By Betsey Piette
Published Aug 25, 2011 9:48 PM
Protesters gathered outside the Center City offices of Hill International, Inc. in Philadelphia Aug. 17 to demand funding for schools not prisons, and to tell Gov. Tom Corbett to stop building new prisons and Hill to stop profiting from prison construction.
Pennsylvania plans to spend $685 million to construct three new prisons and expand nine others. Two of the new prisons will include a death row. After cutting around $1 billion from education funding, Corbett increased the state’s corrections budget by nearly the same amount.
Organized by DecarceratePA, the early evening protest brought together a diverse number of community, anti-racism and social justice activists, along with people who either had family members in Pennsylvania prisons or were themselves former inmates.
Their message of “No new prisons” boldly displayed on signs and banners received positive support from passersby. A giant puppet depicting Corbett with arms flailing was surrounded by protesters with signs demanding money for social services not prisons. One sign read: “Prisons are concentration camps for the poor.”
The multinational corporation Hill International, Inc. stands to receive $14 million from the state to manage construction of two new prisons at Graterford. Hill International has global connections, having managed construction of the Chunnel between England and France, construction projects for the Army Corps of Engineers in Iraq, and a new security center for the Saudi Arabia Department of the Interior.
Gov. Corbett: ‘Need to nurture youth’
The growing capitalist economic crisis, which has fueled the expansion of prison populations across the U.S., is one factor behind the demand for new facilities. According to the Justice Department, from 1995 to 2005 the imprisoned population in the U.S. ballooned by more than 600,000.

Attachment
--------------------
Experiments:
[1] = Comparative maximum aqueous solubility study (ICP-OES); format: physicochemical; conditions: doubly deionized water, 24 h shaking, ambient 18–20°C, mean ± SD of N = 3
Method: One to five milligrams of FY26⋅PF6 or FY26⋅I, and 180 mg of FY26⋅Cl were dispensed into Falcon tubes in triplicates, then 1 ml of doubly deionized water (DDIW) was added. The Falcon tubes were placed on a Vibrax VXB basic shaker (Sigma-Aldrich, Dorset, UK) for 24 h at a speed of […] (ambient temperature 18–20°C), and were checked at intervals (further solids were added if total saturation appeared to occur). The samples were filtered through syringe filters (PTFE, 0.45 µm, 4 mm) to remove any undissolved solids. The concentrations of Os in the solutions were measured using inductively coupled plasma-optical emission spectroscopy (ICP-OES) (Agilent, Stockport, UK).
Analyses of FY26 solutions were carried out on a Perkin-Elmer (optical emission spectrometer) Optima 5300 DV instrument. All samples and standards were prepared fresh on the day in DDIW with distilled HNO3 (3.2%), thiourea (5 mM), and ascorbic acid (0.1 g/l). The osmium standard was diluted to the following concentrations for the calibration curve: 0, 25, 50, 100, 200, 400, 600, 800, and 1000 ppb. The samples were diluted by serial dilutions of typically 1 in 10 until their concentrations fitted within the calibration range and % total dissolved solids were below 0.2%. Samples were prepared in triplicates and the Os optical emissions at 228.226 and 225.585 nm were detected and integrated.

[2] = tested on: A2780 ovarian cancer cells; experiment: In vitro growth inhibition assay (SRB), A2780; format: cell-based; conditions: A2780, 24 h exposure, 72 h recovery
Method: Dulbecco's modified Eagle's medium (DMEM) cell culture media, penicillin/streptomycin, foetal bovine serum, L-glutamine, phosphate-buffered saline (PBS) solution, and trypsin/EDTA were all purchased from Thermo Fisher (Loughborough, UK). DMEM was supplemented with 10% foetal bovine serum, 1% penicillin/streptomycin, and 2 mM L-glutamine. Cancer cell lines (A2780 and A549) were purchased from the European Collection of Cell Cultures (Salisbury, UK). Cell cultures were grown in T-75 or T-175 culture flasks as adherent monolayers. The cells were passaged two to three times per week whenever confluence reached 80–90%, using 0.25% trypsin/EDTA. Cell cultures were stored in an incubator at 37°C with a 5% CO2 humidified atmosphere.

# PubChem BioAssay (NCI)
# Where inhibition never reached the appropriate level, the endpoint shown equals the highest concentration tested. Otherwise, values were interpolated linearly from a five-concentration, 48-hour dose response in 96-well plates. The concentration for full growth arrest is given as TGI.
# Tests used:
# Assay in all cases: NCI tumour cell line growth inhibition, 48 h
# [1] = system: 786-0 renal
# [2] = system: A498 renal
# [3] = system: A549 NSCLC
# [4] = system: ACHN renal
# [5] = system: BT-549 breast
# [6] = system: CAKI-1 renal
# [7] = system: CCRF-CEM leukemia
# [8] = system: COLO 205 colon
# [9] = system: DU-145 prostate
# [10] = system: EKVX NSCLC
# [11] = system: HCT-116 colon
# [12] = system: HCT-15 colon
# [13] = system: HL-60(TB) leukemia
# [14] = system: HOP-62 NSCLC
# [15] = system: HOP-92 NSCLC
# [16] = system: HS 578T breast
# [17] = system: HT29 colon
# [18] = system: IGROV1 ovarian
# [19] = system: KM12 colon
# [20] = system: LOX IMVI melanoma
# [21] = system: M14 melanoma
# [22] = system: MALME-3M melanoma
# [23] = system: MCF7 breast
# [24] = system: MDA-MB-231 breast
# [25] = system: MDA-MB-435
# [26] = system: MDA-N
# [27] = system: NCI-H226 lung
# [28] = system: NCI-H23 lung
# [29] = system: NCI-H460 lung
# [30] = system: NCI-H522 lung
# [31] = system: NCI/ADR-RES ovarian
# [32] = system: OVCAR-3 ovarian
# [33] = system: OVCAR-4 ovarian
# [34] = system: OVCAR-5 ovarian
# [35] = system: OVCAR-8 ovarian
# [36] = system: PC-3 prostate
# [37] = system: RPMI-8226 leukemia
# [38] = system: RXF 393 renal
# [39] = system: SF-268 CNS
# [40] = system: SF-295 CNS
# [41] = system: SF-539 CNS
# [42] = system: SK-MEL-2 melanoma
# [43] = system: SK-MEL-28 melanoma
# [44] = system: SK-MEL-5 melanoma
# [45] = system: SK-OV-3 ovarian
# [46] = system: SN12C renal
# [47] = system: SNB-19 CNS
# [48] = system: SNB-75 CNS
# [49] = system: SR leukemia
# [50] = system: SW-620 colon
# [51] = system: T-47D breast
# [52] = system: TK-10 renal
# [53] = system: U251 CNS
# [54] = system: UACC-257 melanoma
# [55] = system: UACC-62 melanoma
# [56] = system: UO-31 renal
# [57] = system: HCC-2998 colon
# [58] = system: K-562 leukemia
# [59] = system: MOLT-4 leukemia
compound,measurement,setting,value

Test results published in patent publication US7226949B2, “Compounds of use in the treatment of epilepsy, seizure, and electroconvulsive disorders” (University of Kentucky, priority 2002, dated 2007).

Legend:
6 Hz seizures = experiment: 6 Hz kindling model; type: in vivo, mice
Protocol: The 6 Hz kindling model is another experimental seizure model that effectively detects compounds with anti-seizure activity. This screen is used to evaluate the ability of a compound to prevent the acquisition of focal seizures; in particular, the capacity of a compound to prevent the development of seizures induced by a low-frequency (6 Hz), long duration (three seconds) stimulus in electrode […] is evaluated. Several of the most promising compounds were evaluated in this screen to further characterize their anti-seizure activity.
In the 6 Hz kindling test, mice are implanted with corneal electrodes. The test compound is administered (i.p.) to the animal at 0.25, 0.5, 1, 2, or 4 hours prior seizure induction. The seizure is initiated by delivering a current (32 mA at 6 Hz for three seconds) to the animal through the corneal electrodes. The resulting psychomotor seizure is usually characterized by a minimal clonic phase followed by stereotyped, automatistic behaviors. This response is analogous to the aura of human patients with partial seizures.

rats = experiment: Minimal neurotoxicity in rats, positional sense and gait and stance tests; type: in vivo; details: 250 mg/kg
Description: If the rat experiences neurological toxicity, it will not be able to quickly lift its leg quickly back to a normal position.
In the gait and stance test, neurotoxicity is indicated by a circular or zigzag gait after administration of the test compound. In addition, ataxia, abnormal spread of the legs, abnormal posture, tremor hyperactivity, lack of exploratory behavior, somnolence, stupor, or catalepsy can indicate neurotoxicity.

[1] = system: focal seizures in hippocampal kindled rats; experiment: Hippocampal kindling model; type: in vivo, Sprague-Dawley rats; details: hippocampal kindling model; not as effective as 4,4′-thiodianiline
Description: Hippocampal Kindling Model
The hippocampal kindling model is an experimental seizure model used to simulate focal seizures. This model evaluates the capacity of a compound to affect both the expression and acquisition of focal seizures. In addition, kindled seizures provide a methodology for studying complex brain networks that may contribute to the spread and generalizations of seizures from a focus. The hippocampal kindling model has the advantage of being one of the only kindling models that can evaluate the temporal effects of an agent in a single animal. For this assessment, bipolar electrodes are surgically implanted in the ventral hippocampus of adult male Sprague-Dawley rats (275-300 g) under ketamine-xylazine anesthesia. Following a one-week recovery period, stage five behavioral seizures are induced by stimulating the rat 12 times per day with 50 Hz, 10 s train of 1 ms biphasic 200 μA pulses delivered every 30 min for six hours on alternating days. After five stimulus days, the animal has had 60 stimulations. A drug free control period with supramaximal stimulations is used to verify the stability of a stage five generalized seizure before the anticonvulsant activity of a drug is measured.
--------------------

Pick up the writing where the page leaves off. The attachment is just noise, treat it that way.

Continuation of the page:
The World Prison Population Briefing covering 218 countries, published in July 2011 by the International Centre for Prisons Studies, University of Essex in Britain, found that the U.S. remains the leading country with 2.29 million people in prison. It also has the highest prison population rate in the world: 743 per 100,000 people. The overall world prison population rate is 146 per 100,000. (Harm Reduction Internal, July 2011)
As state facilities reach their capacity, the private prison industry has mushroomed, taking advantage not only of overcrowding in government facilities, but the recent mass incarceration of undocumented immigrants.
Growing opposition to massive spending on incarceration led to some sentencing policy changes and a decline in the number of state prisoners nationwide in 2009 for the first time in 38 years. Yet the prison population in Pennsylvania grew in 2009 by 4.3 percent — more than in any other state. “We’re telling Governor Corbett to get with the times,” said Decarcerate PA member Dan Bergen. (citypaper.net, Aug. 17)
One large banner laid out DecarceratePA’s program: “We propose that PA build communities not prisons — quality schools, jobs and job training, community-based re-entry, health care for all, stable housing, access to healthy food, and restorative forms of justice.”
Theresa Shoatz, daughter of political prisoner Russell Shoatz who has been in solitary confinement for 21 of the 39 years he’s been in prison, connected the struggle against prison construction with the recent “flash revolts” of oppressed youth in Philadelphia. “The prisons are taking up the money we need for our kids for education,” she said. “The city needs to nurture its youth.”